Legislators can take a $120-a-day stipend. The money draws special scrutiny during a special session, which is held because lawmakers couldn’t finish their work on time.
OLYMPIA — Lawmakers are racking up extra pay as they continue negotiating a budget in special session this year, sticking taxpayers with a growing bill that reached more than $87,500 halfway through the current 30-day overtime.
With no compromise in sight, a second OT and climbing costs are all but certain.
Records show lawmakers took roughly $75,500 in stipends between April 24 and May 7. The money typically pays for session expenses such as rent and dry cleaning.
Legislators also pocketed around $11,600 in reimbursement for travel related to legislative work. That might be an incomplete figure, because senators have up to 60 days to submit travel expenses, Senate counsel Jeannie Gorrell said.
Most Read Stories
- ‘Suddenly there is a Confederate flag flying’ in Seattle’s Greenwood area – well, not quite
- Seattle federal prosecutor Thomas Wales was possibly killed by hired gunman, FBI official says
- Report: NBA and Kevin Durant are coming back to Seattle ... for a Warriors-Kings preseason game
- See how Mount Rainier glaciers have vanished over time, with this eye-opening photo project
- 'It's not going to warm up': Record-breaking cold in Olympia, Bellingham as chill lingers
The first overtime period ends Tuesday and follows a 105-day regular session during which the majority-Democratic House and GOP-led Senate failed to reach a deal on a final budget.
Legislators can take a $120-a-day stipend, known as per diem, any time the Legislature is in session or when they have obligations such as a committee hearing during the interim.
The money draws more scrutiny during a special session.
House Chief Clerk Bernard Dean said that’s in part because only key budget writers are actually at the Capitol for most of the special session, making it harder for other lawmakers to justify taking the allowance even if they do some legislative work away from Olympia.
Leadership at the Capitol typically sends rank-and-file lawmakers home while negotiators iron out a deal.
Dean said House lawmakers and administrators have pondered restricting the money during special sessions because most legislators are absent.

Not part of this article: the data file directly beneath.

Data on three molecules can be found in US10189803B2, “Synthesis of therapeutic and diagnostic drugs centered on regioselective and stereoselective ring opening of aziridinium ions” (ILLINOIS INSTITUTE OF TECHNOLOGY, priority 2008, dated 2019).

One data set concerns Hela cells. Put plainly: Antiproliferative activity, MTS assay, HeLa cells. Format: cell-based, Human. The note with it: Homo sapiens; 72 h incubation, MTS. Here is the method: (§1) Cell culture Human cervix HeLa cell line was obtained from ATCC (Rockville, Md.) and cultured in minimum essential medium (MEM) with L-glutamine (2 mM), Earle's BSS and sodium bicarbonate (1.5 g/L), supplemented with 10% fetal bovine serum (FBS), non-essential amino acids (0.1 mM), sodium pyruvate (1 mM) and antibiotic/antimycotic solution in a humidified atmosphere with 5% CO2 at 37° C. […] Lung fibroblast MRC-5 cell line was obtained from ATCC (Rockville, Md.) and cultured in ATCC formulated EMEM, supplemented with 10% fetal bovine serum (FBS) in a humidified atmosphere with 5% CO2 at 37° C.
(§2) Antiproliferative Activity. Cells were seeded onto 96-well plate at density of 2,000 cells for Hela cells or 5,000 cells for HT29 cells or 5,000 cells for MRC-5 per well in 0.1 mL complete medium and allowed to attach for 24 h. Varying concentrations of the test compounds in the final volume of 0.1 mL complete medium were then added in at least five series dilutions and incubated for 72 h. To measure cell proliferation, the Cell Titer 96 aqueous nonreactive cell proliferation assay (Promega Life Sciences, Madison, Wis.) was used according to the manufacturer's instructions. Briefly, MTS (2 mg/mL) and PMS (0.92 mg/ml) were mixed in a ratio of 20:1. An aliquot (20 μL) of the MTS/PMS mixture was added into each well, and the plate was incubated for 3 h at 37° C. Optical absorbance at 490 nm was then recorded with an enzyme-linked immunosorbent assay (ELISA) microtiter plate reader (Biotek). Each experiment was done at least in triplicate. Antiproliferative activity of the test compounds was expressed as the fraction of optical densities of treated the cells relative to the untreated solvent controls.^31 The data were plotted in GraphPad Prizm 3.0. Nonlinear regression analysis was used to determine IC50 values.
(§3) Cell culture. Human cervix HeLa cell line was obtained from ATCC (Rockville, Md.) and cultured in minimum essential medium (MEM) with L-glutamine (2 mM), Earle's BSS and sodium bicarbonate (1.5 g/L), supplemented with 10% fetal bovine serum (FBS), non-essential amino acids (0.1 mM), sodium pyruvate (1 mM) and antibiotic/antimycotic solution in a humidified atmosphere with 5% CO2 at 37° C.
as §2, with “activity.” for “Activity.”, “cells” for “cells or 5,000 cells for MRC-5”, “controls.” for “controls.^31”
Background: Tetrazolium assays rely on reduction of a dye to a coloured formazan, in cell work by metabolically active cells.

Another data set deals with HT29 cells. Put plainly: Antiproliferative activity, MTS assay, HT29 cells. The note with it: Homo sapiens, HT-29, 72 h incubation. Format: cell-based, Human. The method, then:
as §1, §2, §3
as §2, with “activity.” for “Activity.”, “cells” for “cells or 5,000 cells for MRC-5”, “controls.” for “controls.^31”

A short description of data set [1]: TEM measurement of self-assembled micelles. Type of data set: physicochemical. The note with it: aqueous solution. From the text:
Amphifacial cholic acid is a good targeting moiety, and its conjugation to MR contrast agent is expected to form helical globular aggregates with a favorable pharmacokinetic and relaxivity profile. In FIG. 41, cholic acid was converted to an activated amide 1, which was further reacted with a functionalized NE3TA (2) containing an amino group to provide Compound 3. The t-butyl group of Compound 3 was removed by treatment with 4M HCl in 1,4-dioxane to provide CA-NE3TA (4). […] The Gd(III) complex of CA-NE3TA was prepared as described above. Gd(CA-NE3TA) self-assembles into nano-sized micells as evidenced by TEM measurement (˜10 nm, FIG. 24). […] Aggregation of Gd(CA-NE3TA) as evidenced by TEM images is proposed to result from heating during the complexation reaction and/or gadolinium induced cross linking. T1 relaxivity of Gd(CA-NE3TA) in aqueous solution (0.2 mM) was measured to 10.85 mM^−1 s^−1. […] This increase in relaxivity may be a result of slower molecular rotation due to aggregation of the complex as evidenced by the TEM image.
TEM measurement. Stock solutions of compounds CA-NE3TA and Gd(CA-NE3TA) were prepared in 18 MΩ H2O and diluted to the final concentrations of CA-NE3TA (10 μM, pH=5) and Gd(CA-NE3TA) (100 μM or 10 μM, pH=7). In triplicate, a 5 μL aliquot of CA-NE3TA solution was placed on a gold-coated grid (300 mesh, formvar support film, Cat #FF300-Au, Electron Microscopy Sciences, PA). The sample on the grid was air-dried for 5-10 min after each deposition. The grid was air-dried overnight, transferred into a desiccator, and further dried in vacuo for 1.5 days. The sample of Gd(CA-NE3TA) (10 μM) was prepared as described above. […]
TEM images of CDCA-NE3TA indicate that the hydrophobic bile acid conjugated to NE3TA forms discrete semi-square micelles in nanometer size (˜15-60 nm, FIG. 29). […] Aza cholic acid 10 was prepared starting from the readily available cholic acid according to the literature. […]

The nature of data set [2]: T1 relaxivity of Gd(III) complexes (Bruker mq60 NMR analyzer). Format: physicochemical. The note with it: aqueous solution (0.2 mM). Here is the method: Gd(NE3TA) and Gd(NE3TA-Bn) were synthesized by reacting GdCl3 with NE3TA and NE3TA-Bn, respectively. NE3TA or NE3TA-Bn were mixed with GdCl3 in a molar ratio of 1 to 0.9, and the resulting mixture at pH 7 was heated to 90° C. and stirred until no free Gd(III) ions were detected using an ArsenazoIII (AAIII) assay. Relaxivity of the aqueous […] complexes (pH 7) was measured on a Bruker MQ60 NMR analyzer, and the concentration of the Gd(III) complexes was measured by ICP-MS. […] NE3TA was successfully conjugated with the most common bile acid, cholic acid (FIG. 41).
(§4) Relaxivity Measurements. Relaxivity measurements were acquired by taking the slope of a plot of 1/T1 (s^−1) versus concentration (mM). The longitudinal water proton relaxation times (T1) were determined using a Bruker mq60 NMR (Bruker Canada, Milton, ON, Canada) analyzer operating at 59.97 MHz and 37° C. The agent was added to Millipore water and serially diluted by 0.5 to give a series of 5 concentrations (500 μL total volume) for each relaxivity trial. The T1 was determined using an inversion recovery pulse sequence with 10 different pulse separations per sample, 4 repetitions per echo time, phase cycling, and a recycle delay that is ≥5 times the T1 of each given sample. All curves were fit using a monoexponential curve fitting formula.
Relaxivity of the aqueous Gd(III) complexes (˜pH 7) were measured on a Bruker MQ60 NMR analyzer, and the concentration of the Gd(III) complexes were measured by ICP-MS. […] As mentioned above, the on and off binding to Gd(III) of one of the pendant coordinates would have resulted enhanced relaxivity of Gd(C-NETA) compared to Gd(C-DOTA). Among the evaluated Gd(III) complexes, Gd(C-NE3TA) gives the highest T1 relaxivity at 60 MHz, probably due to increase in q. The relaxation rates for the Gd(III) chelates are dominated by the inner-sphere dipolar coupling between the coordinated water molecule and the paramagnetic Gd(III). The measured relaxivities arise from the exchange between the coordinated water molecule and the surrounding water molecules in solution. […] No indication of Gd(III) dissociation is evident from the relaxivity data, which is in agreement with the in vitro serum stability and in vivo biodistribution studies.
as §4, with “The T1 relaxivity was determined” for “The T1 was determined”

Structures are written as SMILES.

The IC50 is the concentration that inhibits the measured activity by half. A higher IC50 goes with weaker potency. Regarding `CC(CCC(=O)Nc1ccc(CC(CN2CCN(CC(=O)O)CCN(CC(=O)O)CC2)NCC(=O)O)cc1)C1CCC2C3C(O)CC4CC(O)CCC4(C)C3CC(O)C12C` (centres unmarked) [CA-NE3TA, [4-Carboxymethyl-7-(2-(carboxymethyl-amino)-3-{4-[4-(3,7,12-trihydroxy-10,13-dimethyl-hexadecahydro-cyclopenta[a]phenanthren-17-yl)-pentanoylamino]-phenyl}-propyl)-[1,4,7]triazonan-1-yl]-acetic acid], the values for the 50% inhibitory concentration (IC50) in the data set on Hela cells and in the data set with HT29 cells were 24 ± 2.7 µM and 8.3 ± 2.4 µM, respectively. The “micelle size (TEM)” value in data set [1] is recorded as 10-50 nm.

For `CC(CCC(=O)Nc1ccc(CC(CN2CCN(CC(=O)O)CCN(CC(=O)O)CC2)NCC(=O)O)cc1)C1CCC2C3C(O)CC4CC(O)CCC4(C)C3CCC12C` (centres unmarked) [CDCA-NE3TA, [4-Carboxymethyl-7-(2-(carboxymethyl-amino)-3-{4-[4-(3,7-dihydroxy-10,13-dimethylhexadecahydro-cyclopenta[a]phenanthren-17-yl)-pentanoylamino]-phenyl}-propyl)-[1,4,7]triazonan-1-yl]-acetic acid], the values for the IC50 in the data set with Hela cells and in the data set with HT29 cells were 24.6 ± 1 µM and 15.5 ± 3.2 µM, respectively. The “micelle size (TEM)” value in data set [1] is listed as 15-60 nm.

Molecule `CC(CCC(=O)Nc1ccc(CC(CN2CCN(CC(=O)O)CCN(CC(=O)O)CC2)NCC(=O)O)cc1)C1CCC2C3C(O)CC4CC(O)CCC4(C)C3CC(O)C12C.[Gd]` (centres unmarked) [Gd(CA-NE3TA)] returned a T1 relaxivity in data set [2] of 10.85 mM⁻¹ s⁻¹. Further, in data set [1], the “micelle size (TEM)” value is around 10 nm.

Under the current setup, most lawmakers take only part of the allowance or reject the money altogether. Some opt to take the full check, citing housing costs, among other reasons.
State Sen. Joe Fain, R-Auburn, said he turns down the money to dispel any notion that politicians welcome the special session so they can make a few extra bucks.
Fain, the GOP floor leader, is one of the few legislators in Olympia frequently during overtime sessions. Several others in leadership positions, including Senate budget writer John Braun, R-Centralia, and House Speaker Frank Chopp, D-Seattle, also took no per diem early in the first special session.
“I’m not going to charge the taxpayers extra because we weren’t able to get our work done in time,” Fain said last week.
In total, 23 lawmakers — 13 Democrats and 10 Republicans — didn’t claim per diem in the first two weeks of the special session, according to expense records reviewed by The News Tribune and The Olympian.
Twelve lawmakers — six Republicans and six Democrats — claimed per diem every day of the first two weeks in the special session, including weekends.
State Sen. Phil Fortunato, R-Auburn, took the full pay despite saying he was only at the Capitol an average of 2½days per week.
Fortunato said the $1,680 he received in two weeks mainly went toward a room he rents in an Olympia house.
The landlord “doesn’t ask me if I’m there or not, he just wants his money,” he said.
State Rep. Timm Ormsby, D-Spokane, also said he needs the per diem to pay rent and other bills.
As the Democrats’ chief budget negotiator, Ormsby rents a house with his wife in Olympia because he must be at the Capitol daily and can’t commute from Spokane.
He also has to fork over cash for a mortgage in Spokane, he said.
“As much as I love this job, and I truly do, I can’t go bankrupt doing it,” Ormsby said.
Most lawmakers make $46,839 a year, although a citizen commission on Wednesday approved a 2 percent raise for legislators in each of the next two years.
Fortunato said he takes per diem because Senate leadership could ask him to travel to Olympia at any time to vote on a potential budget deal or another important bill, complicating the scheduling at his office job.
“You’re on call 24 hours a day,” Fortunato said.
Lawmakers took nearly $500,000, including travel reimbursements, in 2015 when they went to triple overtime.
Fain said he’s thought about efforts to curb per diem spending during overtime sessions.
“Yeah it’s a concern,” he said about the growing price of this year’s special session.
But he said he also believes lawmakers who say they need the extra money, especially when continuing to pay multiple rents.
“I don’t ever want to create a situation where people can’t participate in public service because there’s a financial barrier to it,” Fain said.